Presented by:

Genevieve Smith-Nunes

from University of Cambridge

Genevieve is a doctoral candidate at Darwin College, University of Cambridge, and also serves as a lecturer at the University of Roehampton. She highly values the invaluable experience and knowledge acquired through collaboration with professionals across various domains of education and industry. Genevieve proudly describes herself as a self-professed geek and an avid enthusiast of science fiction.

Presently, Genevieve has recently submitted her Ph.D. at Cambridge University, Darwin College, delving into the realms of creative computing education and data ethics by means of biometrics, XR (extended reality), and ballet. Her research spans across multiple disciplines and aims to raise awareness about the ethical considerations associated with computing education, specifically for pre-service teachers, employing biometrics and classical ballet as expressive tools. Through live performances, video recordings, and interactive experiences, the ballets expose audiences and participants to new possibilities in computing, ethical insights, and knowledge. Genevieve's project, DataDrivenDance, explores the ethical and social justice implications of future technologies, including human augmentation, while also seeking to reimagine the delivery of creative computing education.

Currently, Genevieve is working on a captivating augmented reality (AR) episodic ballet called "Singularity".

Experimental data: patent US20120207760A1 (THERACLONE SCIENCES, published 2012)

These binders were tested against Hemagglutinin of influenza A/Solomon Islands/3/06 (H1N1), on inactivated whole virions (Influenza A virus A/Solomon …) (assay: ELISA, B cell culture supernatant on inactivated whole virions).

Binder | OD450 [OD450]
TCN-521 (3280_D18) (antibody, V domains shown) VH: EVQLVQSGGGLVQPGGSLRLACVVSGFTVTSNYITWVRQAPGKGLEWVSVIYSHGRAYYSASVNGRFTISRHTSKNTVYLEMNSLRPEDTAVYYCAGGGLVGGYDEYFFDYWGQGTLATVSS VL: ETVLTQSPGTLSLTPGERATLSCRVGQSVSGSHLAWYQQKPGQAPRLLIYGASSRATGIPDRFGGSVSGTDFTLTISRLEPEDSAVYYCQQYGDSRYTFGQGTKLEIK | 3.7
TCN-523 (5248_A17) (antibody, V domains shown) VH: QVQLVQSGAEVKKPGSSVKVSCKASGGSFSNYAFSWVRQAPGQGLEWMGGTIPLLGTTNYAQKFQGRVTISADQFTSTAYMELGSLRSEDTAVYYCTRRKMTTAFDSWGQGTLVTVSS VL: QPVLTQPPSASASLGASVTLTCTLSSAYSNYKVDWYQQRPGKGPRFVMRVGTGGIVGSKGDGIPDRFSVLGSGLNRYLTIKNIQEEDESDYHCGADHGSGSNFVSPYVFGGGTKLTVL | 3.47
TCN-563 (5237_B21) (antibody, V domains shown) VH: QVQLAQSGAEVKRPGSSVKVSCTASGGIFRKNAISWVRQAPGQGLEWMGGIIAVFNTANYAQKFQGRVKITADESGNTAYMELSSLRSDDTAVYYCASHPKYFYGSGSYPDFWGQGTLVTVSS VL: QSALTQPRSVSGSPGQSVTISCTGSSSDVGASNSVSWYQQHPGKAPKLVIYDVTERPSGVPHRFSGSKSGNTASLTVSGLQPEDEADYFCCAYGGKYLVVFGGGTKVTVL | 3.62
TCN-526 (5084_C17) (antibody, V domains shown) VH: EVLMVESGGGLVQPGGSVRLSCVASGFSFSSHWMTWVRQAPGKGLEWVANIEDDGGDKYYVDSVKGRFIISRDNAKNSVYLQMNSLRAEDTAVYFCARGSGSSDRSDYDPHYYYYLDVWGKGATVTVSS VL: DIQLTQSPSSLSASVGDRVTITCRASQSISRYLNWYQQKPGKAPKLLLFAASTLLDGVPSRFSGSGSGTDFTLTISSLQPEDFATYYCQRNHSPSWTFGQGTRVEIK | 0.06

FaceMesh P5.js
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FaceMesh P5.js no video
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Biometrics to lowpoly prototype 3D model using postpose-estimation from mobile phone recording
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EEG (brainwaves) visualisation from Emotiv Insight Headset
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Prof. Nita Farahany Seminal Work: Incriminating Thoughts
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Prof. Farahany Cognitive Liberty
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An open collaborative discussion on the use of biometrics and ballet to promote awareness of data ethics among trainee computing secondary teachers. The discussion will begin with a presentation of the methods used, and the results obtained, followed by an exploration of what data ethics means for our current and future computing classrooms.

The very short presentation will describe how biometric data was collected from the trainee teachers during a ballet session, and how this data was used to demonstrate the potential ethical implications of data collection and usage.

The goal of this BoF is to encourage an interactive discussion on the topic of data ethics and its relevance to computing education. Participants will be invited to share their experiences and ideas on how to incorporate data ethics into the classroom, and how to engage students in discussions about the ethical implications of data collection and usage.

Keywords: Data Ethics, Biometrics, Ballet, Computing Education, Curriculum Integration.

30 min
Snap!Con 2023
Birds of a Feather
Presented via:
In person